Beyond seed banks, saving seeds and cultivating local varieties may help feed us in our climate-changed future—and preserve them for future generations.
July 17, 2014
Editor’s note: A “Right to Farm” amendment is up for a vote in Missouri this August, and while the Missouri Farm Bureau says the bill will “permanently enshrine and protect the rights of farmers and ranchers to engage in farming and ranching practices,” many worry that it could also make it impossible to criticize or regulate controversial farm practices, regardless of their impact. The Kansas City Star published an editorial calling the amendment a “concerted effort to shield factory farms and concentrated agricultural feeding operations from regulations to protect livestock, consumers and the environment.” A similar amendment passed in North Dakota last fall and there are two more coming up in Indiana and Iowa.
I grew up on a dairy farm and currently live in a small town in a farming area. I have spent my 50-year professional career working in agriculture, mostly with farmers and people in rural communities. I think farmers have the same “right to farm” as other Americans have to pursue any other professional occupation. However, I don’t think real farmers deserve, need, or even want special constitutional privileges. Here are ten reasons for opposing “right to farm amendments.”
1. Agricultural producers already benefit from special right to farm “legislation” in all agricultural states. These laws protect farmers from frivolous nuisance suits brought by uninformed or intolerant neighbors who have moved into traditional farming communities.
2. People in rural communities who have the greatest concern for the future of family farms and rural communities are opposing right to farm amendments. National organizations, such as the Humane Society of the U.S. and the Sierra Club, support rural opponents because they don’t think agriculture should be exempt from public accountability for their actions.
3. Right to farm amendments are but the latest and boldest tactics of corporate, industrial agriculture to protect itself from growing public concerns about the overall integrity of the American food system. Previous tactics include Right to Farm laws of 1970s and 1980s, veggie libel laws of the 1990s, and ag-gag laws of the 2000s.
4. There is no economic justification for exempting industrial agriculture from the environmental and public health regulations. Industrial farms have not lowered the prices of meat, milk, or eggs in the past 20 years, and about 30 percent of U.S. production is now diverted to exports, keeping food prices high for Americans. It has driven independent producers off their farms and destroyed the economies of rural communities.
5. The primary beneficiary of right to farm amendments would be large corporately-controlled, industrial operations. At the very least, a constitutional “right to farm” would lead to endless, costly litigation which corporate agriculture believes they could win. The corporations’ commitment is to their stockholders, not to consumers, farmers, or rural communities. Corporate agriculture does not provide food for the 20 percent of American children who live in “food insecure” homes or hungry people developing countries, many of whom have been driven from their subsistence farms by agricultural industrialization.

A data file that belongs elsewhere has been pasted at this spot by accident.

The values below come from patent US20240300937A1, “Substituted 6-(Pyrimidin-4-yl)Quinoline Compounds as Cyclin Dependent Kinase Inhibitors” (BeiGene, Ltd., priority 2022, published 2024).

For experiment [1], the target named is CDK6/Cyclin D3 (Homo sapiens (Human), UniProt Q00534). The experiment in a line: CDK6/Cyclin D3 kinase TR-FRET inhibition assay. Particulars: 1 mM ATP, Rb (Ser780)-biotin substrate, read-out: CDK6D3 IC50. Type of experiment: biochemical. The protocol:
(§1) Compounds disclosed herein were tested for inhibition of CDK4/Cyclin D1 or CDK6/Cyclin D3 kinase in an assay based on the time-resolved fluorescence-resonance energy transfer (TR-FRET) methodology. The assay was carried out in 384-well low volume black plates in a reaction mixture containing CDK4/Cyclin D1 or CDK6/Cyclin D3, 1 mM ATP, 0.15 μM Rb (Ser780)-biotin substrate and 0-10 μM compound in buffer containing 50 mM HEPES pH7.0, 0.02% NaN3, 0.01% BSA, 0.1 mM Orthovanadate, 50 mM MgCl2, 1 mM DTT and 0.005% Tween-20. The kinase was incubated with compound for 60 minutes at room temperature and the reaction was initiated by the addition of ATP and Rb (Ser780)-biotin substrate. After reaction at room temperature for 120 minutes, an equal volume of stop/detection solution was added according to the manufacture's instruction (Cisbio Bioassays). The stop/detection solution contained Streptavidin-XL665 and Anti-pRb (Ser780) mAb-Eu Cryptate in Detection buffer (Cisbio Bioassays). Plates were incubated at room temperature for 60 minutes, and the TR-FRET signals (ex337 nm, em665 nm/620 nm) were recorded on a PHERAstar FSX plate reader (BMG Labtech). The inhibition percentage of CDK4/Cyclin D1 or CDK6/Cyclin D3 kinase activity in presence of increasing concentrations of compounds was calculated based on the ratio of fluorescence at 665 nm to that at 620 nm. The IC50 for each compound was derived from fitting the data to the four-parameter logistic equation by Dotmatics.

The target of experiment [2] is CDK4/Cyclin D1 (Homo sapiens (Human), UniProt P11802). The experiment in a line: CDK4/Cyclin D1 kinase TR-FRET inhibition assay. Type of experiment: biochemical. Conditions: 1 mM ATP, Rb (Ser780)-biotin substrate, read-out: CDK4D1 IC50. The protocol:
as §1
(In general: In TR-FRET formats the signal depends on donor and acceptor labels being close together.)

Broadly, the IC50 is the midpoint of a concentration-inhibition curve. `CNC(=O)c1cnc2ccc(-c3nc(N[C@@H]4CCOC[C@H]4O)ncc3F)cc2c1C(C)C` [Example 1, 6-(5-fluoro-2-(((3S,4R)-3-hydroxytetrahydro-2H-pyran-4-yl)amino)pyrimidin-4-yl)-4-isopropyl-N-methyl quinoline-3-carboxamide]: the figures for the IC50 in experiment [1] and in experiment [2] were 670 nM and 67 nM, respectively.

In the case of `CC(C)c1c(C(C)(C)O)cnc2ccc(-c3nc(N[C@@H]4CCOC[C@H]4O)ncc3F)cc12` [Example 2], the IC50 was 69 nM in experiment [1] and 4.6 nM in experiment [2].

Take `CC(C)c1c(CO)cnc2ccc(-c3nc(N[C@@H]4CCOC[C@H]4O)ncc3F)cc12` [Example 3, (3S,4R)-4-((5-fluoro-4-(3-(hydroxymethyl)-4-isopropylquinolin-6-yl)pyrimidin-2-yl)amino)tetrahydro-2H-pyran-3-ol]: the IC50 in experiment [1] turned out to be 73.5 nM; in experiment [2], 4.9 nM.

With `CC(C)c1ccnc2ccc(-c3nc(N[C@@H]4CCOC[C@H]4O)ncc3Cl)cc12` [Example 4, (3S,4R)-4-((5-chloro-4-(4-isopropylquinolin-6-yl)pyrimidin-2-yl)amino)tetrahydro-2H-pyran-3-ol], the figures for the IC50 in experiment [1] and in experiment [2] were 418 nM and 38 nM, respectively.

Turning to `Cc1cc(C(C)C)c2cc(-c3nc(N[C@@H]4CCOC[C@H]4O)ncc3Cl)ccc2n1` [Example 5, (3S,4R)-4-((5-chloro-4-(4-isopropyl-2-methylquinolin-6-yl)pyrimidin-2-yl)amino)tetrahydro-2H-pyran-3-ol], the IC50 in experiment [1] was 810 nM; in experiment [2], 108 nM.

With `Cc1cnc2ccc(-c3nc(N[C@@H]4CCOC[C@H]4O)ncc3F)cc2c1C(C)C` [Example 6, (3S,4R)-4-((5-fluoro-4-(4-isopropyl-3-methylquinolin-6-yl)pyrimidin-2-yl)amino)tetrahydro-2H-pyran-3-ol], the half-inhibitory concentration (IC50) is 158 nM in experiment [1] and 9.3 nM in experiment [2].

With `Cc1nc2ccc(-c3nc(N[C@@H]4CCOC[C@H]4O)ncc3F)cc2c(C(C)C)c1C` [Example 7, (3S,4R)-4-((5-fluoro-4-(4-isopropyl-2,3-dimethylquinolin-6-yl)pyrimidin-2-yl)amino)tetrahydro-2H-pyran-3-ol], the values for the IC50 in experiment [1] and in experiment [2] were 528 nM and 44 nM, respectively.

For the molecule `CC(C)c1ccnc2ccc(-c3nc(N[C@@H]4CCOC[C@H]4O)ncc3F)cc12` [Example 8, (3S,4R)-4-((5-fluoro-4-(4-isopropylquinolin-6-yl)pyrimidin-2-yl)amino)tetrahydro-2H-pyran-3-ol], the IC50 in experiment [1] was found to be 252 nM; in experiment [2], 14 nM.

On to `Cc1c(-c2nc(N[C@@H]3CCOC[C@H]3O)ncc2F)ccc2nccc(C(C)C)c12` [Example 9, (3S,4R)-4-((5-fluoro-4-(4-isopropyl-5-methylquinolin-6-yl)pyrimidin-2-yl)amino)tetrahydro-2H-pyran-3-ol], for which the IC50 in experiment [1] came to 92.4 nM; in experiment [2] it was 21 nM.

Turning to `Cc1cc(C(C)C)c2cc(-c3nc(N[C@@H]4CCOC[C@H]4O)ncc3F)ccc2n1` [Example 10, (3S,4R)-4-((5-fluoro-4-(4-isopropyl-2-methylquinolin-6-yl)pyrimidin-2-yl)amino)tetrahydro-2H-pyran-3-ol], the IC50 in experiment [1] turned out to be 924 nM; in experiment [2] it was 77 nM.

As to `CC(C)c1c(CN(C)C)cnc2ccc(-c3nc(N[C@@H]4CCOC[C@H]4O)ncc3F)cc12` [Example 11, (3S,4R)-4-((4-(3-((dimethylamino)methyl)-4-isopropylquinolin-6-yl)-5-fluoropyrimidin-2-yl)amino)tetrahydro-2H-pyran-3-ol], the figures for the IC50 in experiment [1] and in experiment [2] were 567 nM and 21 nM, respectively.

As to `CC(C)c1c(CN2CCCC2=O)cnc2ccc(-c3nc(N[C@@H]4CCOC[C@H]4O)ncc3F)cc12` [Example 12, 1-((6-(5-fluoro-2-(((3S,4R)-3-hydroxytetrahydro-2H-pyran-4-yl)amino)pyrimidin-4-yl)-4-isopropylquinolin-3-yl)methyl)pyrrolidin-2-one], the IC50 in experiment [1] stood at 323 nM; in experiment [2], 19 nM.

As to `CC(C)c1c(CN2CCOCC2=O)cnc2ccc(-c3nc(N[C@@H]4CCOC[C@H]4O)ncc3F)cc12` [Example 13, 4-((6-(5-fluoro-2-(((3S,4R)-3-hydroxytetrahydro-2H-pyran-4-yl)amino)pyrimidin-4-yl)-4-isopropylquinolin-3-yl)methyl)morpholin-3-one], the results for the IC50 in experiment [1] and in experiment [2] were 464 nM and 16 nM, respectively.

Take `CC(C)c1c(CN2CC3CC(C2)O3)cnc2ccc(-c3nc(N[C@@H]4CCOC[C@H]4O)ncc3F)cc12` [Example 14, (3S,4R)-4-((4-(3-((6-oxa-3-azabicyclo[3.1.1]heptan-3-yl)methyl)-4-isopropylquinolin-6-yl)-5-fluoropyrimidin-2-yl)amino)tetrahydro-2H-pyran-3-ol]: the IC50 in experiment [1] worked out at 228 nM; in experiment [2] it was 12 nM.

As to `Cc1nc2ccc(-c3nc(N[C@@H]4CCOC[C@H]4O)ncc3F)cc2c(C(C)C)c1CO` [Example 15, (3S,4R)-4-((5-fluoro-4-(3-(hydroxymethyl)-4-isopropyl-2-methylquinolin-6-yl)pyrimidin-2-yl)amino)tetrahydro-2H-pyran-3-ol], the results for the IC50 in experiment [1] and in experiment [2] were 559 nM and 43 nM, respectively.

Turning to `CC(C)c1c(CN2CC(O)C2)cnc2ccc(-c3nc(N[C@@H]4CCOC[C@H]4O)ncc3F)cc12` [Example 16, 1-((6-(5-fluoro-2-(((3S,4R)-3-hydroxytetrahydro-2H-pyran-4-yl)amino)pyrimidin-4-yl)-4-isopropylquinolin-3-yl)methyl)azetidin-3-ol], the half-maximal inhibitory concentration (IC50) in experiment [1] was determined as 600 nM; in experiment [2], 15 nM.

6. Any economic benefits of “right to farm” amendments would be reflected in increased consumption of animal products among affluent consumers in developing countries, such as China and Korea. Meanwhile Americans face increased food safety, environmental, and public health risks associated with expansion of corporate, industrial agriculture. They get the benefits, we keep the chemical and biological wastes.
7. Foreign corporations–including the largest pork, beef, and poultry processors in the U.S.–would be given special constitutional rights; including special exemptions from Clean Water and Clean Air Acts, Occupational Health and Safety Administration, and legitimate nuisance lawsuits–rights that ordinary American citizens do not have.
8. Enshrining farmers’ constitutional rights to use popular production technologies, such as genetically modified organisms (GMO) and concentrated animal feeding operations (CAFOs), would preclude future regulations that might later be deemed necessary to protect public health. This would be like having granted tobacco companies and smokers the constitutional rights to forever continue their practices of the 1970s.
9. There are better alternatives (PDF) for the future than industrial agriculture–for Americans, and for the world. An emerging sustainable agriculture, including organically grown crops and humanely raised livestock and poultry, would provide enough healthful food to meet the needs of Americans, while also “feeding the world,” without polluting the environment.
10. “Right to farm” amendments would deny people of their basic human rights of self-determination and self-defense. People have an inherent right to defend themselves whenever they have legitimate reason to believe their safety, health, and essential well-being is threatened. Constitutions were never intended to give special rights to any particular group of people, but instead to ensure that no particular people, including farmers, are able to deny the inherent rights of others.
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